Q&A With James Alexander, 

Member of the Bar-Kays

From the soulful sounds of the Bar-Kays to the pop and R&B tunes of Justin Timberlake, Memphis' music scene has a lot to offer.

Last Tuesday, some of the area's most notable artists displayed their musical talents for President Barack Obama and First Lady Michelle Obama during the 10th installment of the In Performance at the White House series.

The event paid tribute to "Memphis Soul" through the performances of Timberlake and the Bar-Kays, along with Sam Moore of Sam & Dave, Charlie Musselwhite, Mavis Staples, Cyndi Lauper, Booker T and the MGs, and many more.

Since its launch in 2009, the In Performance series has celebrated the music of artists such as Stevie Wonder, Paul McCartney, Motown Records, and the blues and country genres.

James Alexander of the Bar-Kays (who also played at Obama's 2012 inauguration) took time to speak about his experience playing the concert, meeting the president and first lady, and what it's like inside the White House.

Flyer: How was it performing in this concert series?
James Alexander: Unbelievable. How many times do you get the chance to be in the White House and perform for the president?

Why do you think the concert organizers selected Memphis Soul to be celebrated?
Memphis is where it all started. It's the birthplace of rock-and-roll and the home of the blues. Popular music as we know it pretty much originated from Memphis. There are other cities that might take claim, but actually, man, it all originated in Memphis.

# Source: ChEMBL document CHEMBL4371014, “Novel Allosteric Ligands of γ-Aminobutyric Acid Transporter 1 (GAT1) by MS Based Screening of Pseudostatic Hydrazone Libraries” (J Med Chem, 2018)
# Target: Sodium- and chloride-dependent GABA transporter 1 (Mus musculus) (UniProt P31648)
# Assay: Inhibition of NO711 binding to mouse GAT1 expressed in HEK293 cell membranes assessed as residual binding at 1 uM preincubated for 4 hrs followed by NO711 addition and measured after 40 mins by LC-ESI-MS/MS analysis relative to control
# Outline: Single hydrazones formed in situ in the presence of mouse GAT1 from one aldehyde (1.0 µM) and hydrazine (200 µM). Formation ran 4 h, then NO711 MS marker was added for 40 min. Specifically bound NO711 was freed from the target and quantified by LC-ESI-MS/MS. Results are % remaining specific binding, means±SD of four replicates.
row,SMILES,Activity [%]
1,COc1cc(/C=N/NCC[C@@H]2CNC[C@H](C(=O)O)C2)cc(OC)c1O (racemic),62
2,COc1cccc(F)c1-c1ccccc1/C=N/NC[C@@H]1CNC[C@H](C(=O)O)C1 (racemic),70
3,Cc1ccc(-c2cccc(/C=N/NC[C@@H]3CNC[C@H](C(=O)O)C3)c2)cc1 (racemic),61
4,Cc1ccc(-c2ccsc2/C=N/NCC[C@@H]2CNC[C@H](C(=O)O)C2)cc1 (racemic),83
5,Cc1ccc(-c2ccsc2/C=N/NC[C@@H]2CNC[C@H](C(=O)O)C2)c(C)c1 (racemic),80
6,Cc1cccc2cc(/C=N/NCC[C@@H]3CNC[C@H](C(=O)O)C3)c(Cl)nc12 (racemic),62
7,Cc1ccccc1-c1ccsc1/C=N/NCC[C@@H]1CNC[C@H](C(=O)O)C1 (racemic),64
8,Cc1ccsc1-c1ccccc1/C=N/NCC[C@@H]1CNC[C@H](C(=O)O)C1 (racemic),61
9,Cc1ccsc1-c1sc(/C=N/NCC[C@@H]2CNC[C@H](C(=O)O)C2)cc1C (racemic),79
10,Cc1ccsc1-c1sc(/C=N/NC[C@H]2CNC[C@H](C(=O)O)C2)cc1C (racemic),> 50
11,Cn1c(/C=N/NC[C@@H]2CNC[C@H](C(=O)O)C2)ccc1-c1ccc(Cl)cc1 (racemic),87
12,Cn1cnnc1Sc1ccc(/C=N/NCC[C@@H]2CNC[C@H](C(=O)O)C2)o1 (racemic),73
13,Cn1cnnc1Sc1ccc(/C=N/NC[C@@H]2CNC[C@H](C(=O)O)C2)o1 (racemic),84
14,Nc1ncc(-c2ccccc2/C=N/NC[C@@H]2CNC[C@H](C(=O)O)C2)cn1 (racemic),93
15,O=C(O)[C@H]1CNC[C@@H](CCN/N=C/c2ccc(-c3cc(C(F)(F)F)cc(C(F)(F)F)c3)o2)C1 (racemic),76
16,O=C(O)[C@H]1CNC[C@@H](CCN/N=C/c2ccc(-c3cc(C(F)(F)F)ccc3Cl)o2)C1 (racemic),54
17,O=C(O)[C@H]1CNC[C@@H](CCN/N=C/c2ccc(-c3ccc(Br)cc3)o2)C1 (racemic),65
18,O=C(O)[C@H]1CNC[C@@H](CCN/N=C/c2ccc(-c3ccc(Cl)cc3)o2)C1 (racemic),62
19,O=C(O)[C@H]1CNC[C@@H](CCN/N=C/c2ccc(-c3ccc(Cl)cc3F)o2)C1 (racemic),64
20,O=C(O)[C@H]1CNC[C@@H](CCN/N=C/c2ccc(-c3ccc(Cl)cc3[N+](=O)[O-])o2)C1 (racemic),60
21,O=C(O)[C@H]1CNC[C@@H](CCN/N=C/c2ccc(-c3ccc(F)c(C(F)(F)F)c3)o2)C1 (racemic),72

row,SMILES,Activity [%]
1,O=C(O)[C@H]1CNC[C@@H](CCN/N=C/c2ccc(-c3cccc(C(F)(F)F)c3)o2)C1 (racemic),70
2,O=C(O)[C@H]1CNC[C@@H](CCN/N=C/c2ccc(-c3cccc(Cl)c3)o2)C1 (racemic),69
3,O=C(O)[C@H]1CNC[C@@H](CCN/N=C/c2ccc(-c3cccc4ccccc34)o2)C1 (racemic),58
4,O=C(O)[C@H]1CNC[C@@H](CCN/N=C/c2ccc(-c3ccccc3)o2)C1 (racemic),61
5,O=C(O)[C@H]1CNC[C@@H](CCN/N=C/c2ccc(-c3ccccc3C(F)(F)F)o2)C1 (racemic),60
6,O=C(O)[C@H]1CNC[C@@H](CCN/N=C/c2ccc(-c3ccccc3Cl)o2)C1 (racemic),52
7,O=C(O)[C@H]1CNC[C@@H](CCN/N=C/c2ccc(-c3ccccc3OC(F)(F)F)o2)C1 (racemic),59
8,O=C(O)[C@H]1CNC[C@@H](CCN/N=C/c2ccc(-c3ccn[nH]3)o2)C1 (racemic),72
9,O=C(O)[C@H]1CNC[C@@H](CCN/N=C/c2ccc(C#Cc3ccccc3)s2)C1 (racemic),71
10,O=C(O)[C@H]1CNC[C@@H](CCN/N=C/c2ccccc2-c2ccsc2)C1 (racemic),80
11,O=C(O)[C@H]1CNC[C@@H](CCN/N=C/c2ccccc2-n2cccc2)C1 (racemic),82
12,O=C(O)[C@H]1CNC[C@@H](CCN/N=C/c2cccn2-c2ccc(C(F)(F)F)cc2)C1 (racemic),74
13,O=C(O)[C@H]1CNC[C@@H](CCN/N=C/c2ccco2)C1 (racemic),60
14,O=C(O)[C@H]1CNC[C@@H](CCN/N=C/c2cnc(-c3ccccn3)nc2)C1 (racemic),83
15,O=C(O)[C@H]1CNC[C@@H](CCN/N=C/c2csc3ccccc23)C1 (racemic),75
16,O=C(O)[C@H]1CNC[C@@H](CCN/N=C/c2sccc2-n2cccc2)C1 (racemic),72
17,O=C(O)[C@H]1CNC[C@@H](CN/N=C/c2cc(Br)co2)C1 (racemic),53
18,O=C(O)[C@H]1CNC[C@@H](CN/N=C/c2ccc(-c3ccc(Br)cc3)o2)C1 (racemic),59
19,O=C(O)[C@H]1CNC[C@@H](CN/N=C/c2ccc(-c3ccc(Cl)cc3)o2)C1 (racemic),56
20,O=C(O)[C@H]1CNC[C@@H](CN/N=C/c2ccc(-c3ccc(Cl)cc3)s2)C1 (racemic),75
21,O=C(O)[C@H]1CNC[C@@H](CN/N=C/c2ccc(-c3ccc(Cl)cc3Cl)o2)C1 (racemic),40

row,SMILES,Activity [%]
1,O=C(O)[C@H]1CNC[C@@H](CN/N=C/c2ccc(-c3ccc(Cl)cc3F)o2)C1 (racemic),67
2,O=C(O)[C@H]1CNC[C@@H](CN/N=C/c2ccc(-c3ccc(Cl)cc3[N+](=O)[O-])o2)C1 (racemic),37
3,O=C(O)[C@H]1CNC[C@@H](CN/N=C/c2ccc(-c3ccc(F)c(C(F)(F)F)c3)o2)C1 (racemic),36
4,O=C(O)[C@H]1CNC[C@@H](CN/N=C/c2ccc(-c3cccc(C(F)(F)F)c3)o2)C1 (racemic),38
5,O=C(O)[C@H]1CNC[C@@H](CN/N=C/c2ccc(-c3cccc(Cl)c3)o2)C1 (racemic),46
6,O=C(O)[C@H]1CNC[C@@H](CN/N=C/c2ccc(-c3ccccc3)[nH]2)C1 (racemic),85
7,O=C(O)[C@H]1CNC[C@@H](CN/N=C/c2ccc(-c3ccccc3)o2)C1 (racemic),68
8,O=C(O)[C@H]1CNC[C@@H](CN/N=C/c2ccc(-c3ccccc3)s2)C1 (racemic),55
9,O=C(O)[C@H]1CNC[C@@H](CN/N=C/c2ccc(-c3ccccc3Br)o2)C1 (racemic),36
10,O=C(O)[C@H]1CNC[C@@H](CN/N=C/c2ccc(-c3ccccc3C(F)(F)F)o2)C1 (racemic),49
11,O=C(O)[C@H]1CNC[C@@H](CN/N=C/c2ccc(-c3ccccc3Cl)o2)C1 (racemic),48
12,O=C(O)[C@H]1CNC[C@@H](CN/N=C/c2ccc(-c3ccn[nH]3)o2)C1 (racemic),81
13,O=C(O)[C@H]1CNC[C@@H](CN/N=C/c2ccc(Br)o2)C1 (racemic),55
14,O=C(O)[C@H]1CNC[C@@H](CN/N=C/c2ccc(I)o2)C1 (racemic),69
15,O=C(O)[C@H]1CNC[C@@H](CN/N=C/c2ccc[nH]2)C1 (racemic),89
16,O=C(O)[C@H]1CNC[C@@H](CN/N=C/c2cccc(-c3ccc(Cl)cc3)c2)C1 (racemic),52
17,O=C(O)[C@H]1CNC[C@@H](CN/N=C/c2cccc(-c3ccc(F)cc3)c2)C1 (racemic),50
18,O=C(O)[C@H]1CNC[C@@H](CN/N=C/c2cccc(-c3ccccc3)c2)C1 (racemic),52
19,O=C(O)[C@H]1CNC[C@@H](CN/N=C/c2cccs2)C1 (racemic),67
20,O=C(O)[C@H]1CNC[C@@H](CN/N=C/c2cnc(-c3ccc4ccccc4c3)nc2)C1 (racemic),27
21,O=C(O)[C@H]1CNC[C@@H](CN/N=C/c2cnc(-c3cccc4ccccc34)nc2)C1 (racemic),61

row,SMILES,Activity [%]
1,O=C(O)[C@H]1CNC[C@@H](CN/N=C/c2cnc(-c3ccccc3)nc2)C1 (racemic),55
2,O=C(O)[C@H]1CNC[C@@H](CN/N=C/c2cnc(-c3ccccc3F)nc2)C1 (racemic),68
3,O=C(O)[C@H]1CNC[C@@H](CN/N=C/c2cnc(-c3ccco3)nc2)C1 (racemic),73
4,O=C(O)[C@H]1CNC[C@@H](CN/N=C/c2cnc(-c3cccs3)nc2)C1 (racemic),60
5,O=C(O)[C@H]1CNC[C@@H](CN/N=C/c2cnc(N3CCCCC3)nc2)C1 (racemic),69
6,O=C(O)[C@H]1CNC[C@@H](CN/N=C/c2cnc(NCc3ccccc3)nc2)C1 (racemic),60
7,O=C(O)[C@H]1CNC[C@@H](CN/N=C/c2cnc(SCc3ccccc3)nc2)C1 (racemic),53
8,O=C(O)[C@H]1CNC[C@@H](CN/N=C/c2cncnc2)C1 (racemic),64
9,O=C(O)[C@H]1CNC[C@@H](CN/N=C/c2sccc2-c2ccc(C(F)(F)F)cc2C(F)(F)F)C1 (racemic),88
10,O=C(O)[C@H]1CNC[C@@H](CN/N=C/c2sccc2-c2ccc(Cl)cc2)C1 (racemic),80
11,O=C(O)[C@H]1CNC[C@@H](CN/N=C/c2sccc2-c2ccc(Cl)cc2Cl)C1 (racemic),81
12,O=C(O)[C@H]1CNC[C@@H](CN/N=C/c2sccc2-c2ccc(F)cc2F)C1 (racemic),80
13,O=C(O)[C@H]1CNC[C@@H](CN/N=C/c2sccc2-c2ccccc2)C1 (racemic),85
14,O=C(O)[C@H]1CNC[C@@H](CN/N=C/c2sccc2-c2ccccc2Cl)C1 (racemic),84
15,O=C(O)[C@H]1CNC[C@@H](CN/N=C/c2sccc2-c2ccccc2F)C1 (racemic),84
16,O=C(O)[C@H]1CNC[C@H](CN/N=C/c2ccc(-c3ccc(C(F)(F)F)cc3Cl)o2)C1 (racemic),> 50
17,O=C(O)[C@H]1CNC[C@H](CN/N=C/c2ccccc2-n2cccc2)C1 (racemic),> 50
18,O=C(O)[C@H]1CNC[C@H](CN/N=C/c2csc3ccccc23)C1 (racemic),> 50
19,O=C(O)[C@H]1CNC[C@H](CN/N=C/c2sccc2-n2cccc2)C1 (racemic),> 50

What do you feel Memphis' music scene offers to the world?
If you're trying to do music with a feeling, Memphis is the place that you need to come. Most of the [city's artists], no matter what kind of music they create, all of it has a feeling, and that's very important in music. Music is emotional, but there's a lot of music out there now that doesn't have feeling. But the people who make music around this area, they all put feeling in it.

Grammy Award-winning musician Booker T. Jones served as music director during the event. How was it working with him?
It was like a family reunion. A lot of people don't know, but Booker T. played on our first record. Back then, on the 45s, they had the A- and B-side. On the B-side, we had a song called "Knucklehead." Booker played harmonica on that song.

Was there a particular artist you most enjoyed playing with?
It was very special to perform behind Mavis Staples and Sam Moore. Mavis Staples, William Bell, and Sam Moore, we all were on the same label together at Stax [Records]. You know, everybody was really special.

How was it being inside the White House and meeting the president and first lady?
[The White House] is pretty secured. You can't move around freely like you would want to. You have to have an escort wherever you go. When you meet the president, the Secret Service puts you in groups of five, and they call you. You go up, and you have about 30 seconds to shake his hand, take your picture and have whatever conversation you're going to have with him. They say, 15 minutes of fame, I had 30 seconds of fame, and it was all right with me, man. It was all good.

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